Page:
Q&A: Photographer Gia Coppola on her Gucci journey in Taipei

Gia Coppola talks to us about her journey to Taipei, where she curated an exhibition for Gucci.
Reading time 7 minutes

This is the kind of exhibition that is worth the detour. 

Created by Gucci, in collaboration with A Magazine Curated By, was a psychedelic audio and visual experience unlike any other before.

With the theme "Blind for Love", Gucci produced a trio of exhibitions – in Hong Kong, Beijing and Taipei – to plunge us into a cabinet of curiosities designed by Dan Thawley.

In each city, Alessandro also collaborated three different female photographers for an extended portfolio for the exhibition. In Taipei, it was an exclusive fashion shoot with Gia Coppola at the Joshua Tree National Park, California.

L'Officiel got an exclusive sit-down with Gia herself to talk about her journey with Gucci right here.


(Swipe left below for photos of the exhibition)


This is not your first collaboration with Gucci. How it all began?

Alessandro Michele invited me to the Gucci Cruise Show in New York last year. It then became normal for my mother and me to invite him to our home when he was in Los Angeles. 

When he came to dinner the first time, it was very relaxing and my family and I got to know him better. He's a friend now, and it's always better for him to eat a homemade dish! 


What do you like most about his universe?

I find that he never lacks inspiration, he knows how to renew himself. Every time I look at his work I am perplexed, I say "where has he gone to look for it?". Everything he does is surprising and unexpected. 


You come from the world of cinema, how do you feel in the world of fashion?

Gucci, for me, is so cinematic, that I feel very comfortable. I don't feel like that with another fashion house. There is something mystical in his clothes and in his whole universe, that he blends so perfectly into this fantastic dream. 

(Swipe below to see Gia's shoot for Gucci)


What did you want to express through these photos that you exhibit here in Taipei?

The theme of the show was "Blind for Love", and initially I really did not know what that meant.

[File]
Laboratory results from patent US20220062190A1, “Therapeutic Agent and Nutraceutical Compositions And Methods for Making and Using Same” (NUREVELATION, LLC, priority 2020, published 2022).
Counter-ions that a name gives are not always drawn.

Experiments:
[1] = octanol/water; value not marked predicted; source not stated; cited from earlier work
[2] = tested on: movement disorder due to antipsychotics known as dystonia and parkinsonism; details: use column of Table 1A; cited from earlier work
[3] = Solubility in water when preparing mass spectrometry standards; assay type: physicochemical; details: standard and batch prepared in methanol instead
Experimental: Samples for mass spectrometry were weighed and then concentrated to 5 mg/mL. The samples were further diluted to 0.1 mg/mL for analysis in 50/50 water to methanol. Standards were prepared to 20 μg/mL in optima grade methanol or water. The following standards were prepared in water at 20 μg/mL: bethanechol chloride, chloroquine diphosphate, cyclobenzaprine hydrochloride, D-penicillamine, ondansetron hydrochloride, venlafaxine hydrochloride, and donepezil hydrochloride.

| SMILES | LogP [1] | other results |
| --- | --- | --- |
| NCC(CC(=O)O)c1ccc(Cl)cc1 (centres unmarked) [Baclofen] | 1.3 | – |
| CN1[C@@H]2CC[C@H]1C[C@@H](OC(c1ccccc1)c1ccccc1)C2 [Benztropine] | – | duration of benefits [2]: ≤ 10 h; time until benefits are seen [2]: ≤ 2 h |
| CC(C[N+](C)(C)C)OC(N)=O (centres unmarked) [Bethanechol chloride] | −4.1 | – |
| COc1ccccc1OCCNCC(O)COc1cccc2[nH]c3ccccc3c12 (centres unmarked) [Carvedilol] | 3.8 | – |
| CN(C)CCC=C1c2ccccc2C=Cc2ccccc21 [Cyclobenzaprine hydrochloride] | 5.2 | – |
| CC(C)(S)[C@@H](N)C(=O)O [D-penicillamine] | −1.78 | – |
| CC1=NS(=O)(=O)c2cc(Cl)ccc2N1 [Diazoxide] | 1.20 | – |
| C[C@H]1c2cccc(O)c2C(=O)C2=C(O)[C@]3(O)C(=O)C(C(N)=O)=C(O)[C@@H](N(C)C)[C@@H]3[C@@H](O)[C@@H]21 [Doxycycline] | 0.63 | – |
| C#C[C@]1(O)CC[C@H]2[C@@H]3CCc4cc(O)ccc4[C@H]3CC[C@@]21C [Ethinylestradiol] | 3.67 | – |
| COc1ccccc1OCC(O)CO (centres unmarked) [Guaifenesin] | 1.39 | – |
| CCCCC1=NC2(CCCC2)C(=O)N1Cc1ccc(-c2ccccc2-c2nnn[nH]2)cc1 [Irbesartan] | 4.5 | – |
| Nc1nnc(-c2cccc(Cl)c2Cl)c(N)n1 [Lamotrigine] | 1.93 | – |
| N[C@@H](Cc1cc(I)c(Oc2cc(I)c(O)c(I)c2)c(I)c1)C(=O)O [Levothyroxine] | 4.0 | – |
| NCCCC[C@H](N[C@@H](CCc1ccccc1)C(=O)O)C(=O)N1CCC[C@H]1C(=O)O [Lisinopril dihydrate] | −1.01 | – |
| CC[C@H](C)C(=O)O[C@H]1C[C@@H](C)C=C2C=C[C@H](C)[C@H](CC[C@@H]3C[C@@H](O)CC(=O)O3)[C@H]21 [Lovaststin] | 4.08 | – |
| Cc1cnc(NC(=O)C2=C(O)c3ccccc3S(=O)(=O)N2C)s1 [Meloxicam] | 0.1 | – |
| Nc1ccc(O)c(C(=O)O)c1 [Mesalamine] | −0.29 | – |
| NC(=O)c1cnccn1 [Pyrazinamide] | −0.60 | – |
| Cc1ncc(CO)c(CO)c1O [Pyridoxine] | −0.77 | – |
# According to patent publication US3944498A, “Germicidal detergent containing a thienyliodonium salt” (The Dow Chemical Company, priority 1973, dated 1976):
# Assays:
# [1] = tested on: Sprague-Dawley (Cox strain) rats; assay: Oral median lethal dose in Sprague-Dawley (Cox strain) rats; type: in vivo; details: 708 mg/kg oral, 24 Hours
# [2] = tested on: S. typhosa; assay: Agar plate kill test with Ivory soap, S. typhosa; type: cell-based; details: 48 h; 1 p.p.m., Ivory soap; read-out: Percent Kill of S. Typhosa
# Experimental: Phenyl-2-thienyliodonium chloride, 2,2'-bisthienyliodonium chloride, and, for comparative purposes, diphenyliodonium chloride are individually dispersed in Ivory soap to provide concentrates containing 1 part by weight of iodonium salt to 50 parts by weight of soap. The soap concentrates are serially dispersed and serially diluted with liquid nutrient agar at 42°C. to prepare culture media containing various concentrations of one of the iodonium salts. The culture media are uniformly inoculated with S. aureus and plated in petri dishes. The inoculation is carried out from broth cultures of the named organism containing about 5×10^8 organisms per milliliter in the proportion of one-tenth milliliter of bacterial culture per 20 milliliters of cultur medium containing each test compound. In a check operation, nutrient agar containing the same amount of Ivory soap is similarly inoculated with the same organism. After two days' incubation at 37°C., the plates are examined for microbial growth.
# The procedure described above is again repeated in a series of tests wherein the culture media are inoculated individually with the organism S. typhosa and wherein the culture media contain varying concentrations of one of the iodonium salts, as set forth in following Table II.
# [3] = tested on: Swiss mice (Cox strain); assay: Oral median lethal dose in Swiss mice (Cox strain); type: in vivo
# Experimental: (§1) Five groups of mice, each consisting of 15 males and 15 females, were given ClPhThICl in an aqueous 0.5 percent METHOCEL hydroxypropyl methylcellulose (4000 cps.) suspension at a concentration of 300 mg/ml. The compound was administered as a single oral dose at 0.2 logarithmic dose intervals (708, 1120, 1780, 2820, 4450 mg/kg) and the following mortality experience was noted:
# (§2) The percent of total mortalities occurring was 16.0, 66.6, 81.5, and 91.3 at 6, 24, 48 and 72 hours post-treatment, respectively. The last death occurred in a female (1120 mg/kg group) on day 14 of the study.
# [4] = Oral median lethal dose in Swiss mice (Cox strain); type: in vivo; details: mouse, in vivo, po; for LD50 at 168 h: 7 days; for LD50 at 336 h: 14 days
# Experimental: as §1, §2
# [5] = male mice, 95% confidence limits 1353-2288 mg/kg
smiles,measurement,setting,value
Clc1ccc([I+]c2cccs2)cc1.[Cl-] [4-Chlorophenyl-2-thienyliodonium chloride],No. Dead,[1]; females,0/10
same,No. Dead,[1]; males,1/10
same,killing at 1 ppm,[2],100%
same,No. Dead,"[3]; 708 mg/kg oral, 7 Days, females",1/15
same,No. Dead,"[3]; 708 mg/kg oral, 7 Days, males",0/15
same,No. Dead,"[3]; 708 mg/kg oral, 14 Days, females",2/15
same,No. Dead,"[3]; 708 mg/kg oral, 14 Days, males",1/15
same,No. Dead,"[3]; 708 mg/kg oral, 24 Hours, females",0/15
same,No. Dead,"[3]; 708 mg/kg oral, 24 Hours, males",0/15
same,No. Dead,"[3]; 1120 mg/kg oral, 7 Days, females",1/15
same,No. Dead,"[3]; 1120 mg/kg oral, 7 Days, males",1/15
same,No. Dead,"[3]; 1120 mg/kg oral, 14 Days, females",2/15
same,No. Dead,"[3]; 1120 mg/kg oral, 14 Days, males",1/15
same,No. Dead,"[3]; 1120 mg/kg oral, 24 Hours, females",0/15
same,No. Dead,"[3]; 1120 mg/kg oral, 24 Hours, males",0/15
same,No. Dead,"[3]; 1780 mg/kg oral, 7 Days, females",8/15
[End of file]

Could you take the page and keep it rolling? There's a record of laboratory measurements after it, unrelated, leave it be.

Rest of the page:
One evening, while I was watching The Truman Show , my roommate came into my room asking if I had ever seen this Peter Weir movie, "Picnic at Hanging Rock". She advised me to look at it, and I was impressed that it was cool. 

I began to think about the meaning of this expression, "Blind for Love". The rethinking of a woman's sexuality, through the discovery of oneself, of one's body, through that invisible axis through which all this metamorphosis takes place, and which connects absolutely everything. 

When I told Alessandro that this film had transcended me, he confirmed to me that it is one of his favourite films, to the point that each season, he creates a piece inspired by it. 


Is the theme of fraternity one that you are comfortable with?

Yes. I think fraternity is reflected in many of my actions because I've always wanted a little sister to my friendship with Rowan. 

I really feel the need to share a lot of things with people I meet to talk about art, poetry and cinema. This is what allows me to keep my eyes open to everything around me, to stay anchored in real life, to be interested in many things that are futile (or not) and above all, to remain optimistic. 


Your mother did the styling for this shoot. How important was it for you to work with her?

My mother was a costumer, so it was obvious to me because she taught me so much about fashion. 

She has a unique and really exciting approach to clothing and we are also very close. With her, I do not need to talk because she already knows what I'm thinking. 

Also, she's close to Alessandro. So yes, in the end, this project was almost a family story!


You also invited Rowan Blanchard to work with you on this project. 

I met her at a party and we immediately felt connected. I find our way of thinking is pretty much the same because of our common interests.

It was important for me to involve her in this project, she helped make me become the person I am today and still helps me to become someone better. 

This fascination I have for her also lies in the fact that we almost "grew up" together, and sees ourselves as women, with a very different reflection process than men.

What kind of girl were you, at her age?

It was crazy to see Rowan at 15. Her intelligence and open-mindedness is so great for her age. I really felt like a girl without talent when I was her age, in comparison. 

I loved reading, discovering new cool bands, but I was pretty rebellious. She is much more responsible than I was. 


How important were her poems to accompany your photos?

They are essential because to tell a story through a photo, the discourse must not be too literal, linear or ephemeral. The poems have added a sort of internal narrator to the installation, bringing cohesion and depth. 





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